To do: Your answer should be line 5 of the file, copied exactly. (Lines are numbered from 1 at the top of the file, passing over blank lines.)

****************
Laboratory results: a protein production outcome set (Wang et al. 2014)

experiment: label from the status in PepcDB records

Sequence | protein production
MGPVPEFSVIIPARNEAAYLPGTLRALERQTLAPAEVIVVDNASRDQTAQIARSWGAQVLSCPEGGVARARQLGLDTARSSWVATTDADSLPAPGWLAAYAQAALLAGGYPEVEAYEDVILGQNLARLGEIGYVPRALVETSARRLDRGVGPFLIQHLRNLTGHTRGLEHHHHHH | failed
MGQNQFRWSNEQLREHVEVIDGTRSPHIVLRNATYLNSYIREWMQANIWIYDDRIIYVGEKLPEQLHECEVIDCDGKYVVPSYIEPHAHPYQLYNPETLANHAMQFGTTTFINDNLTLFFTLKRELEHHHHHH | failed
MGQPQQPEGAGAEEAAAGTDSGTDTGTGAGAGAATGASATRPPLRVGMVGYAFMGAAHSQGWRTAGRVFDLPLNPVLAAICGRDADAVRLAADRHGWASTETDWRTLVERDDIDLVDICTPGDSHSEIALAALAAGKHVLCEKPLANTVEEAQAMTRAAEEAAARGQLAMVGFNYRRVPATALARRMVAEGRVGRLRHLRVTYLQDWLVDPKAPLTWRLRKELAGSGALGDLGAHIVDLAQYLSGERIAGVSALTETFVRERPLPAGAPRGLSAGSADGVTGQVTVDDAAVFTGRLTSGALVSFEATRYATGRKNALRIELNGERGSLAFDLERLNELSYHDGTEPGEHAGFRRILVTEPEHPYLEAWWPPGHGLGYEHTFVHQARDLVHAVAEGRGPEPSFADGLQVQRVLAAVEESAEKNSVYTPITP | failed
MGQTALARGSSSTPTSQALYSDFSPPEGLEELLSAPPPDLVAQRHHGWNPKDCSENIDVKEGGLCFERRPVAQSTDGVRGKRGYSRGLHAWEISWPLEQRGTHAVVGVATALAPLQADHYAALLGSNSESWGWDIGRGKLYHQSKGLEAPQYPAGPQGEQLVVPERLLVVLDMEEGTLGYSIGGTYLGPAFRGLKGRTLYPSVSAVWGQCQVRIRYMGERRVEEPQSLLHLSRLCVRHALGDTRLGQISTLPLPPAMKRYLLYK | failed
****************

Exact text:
MGQNQFRWSNEQLREHVEVIDGTRSPHIVLRNATYLNSYIREWMQANIWIYDDRIIYVGEKLPEQLHECEVIDCDGKYVVPSYIEPHAHPYQLYNPETLANHAMQFGTTTFINDNLTLFFTLKRELEHHHHHH | failed